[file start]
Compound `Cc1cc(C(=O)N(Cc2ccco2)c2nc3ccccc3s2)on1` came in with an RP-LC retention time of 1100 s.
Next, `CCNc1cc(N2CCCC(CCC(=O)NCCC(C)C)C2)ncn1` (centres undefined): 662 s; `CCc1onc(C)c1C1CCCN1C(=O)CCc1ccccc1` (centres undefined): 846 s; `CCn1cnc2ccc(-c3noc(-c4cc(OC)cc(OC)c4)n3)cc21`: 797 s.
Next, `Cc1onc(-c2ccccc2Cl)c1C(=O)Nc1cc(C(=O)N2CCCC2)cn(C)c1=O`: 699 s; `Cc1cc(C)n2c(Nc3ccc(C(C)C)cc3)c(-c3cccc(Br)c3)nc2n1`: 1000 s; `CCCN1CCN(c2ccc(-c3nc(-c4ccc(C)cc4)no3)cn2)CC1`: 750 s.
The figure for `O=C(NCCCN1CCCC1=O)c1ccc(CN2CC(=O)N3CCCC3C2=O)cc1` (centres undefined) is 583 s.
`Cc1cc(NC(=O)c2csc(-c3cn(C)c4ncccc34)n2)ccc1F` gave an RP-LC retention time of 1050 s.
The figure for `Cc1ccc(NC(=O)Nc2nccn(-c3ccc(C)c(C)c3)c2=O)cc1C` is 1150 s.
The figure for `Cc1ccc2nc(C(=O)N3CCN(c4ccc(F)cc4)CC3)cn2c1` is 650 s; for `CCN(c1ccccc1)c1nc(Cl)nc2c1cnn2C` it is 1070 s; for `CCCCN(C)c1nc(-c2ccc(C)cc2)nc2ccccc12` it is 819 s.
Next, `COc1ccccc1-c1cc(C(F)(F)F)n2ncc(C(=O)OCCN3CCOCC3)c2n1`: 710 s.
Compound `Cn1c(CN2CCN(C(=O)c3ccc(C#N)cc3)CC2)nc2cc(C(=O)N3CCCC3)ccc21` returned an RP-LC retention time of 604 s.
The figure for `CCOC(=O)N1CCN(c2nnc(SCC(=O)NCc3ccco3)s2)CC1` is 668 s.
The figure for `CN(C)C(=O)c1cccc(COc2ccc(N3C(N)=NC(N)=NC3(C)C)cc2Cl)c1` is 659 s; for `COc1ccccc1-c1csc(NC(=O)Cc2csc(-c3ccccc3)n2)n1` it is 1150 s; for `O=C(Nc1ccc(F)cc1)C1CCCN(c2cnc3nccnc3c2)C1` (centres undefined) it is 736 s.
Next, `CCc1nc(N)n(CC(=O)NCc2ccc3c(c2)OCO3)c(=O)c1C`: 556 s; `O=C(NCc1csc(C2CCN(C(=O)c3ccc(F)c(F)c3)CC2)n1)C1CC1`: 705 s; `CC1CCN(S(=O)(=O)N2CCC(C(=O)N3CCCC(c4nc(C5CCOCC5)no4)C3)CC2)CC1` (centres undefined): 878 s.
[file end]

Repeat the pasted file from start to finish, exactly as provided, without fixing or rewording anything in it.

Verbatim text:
Compound `Cc1cc(C(=O)N(Cc2ccco2)c2nc3ccccc3s2)on1` came in with an RP-LC retention time of 1100 s.
Next, `CCNc1cc(N2CCCC(CCC(=O)NCCC(C)C)C2)ncn1` (centres undefined): 662 s; `CCc1onc(C)c1C1CCCN1C(=O)CCc1ccccc1` (centres undefined): 846 s; `CCn1cnc2ccc(-c3noc(-c4cc(OC)cc(OC)c4)n3)cc21`: 797 s.
Next, `Cc1onc(-c2ccccc2Cl)c1C(=O)Nc1cc(C(=O)N2CCCC2)cn(C)c1=O`: 699 s; `Cc1cc(C)n2c(Nc3ccc(C(C)C)cc3)c(-c3cccc(Br)c3)nc2n1`: 1000 s; `CCCN1CCN(c2ccc(-c3nc(-c4ccc(C)cc4)no3)cn2)CC1`: 750 s.
The figure for `O=C(NCCCN1CCCC1=O)c1ccc(CN2CC(=O)N3CCCC3C2=O)cc1` (centres undefined) is 583 s.
`Cc1cc(NC(=O)c2csc(-c3cn(C)c4ncccc34)n2)ccc1F` gave an RP-LC retention time of 1050 s.
The figure for `Cc1ccc(NC(=O)Nc2nccn(-c3ccc(C)c(C)c3)c2=O)cc1C` is 1150 s.
The figure for `Cc1ccc2nc(C(=O)N3CCN(c4ccc(F)cc4)CC3)cn2c1` is 650 s; for `CCN(c1ccccc1)c1nc(Cl)nc2c1cnn2C` it is 1070 s; for `CCCCN(C)c1nc(-c2ccc(C)cc2)nc2ccccc12` it is 819 s.
Next, `COc1ccccc1-c1cc(C(F)(F)F)n2ncc(C(=O)OCCN3CCOCC3)c2n1`: 710 s.
Compound `Cn1c(CN2CCN(C(=O)c3ccc(C#N)cc3)CC2)nc2cc(C(=O)N3CCCC3)ccc21` returned an RP-LC retention time of 604 s.
The figure for `CCOC(=O)N1CCN(c2nnc(SCC(=O)NCc3ccco3)s2)CC1` is 668 s.
The figure for `CN(C)C(=O)c1cccc(COc2ccc(N3C(N)=NC(N)=NC3(C)C)cc2Cl)c1` is 659 s; for `COc1ccccc1-c1csc(NC(=O)Cc2csc(-c3ccccc3)n2)n1` it is 1150 s; for `O=C(Nc1ccc(F)cc1)C1CCCN(c2cnc3nccnc3c2)C1` (centres undefined) it is 736 s.
Next, `CCc1nc(N)n(CC(=O)NCc2ccc3c(c2)OCO3)c(=O)c1C`: 556 s; `O=C(NCc1csc(C2CCN(C(=O)c3ccc(F)c(F)c3)CC2)n1)C1CC1`: 705 s; `CC1CCN(S(=O)(=O)N2CCC(C(=O)N3CCCC(c4nc(C5CCOCC5)no4)C3)CC2)CC1` (centres undefined): 878 s.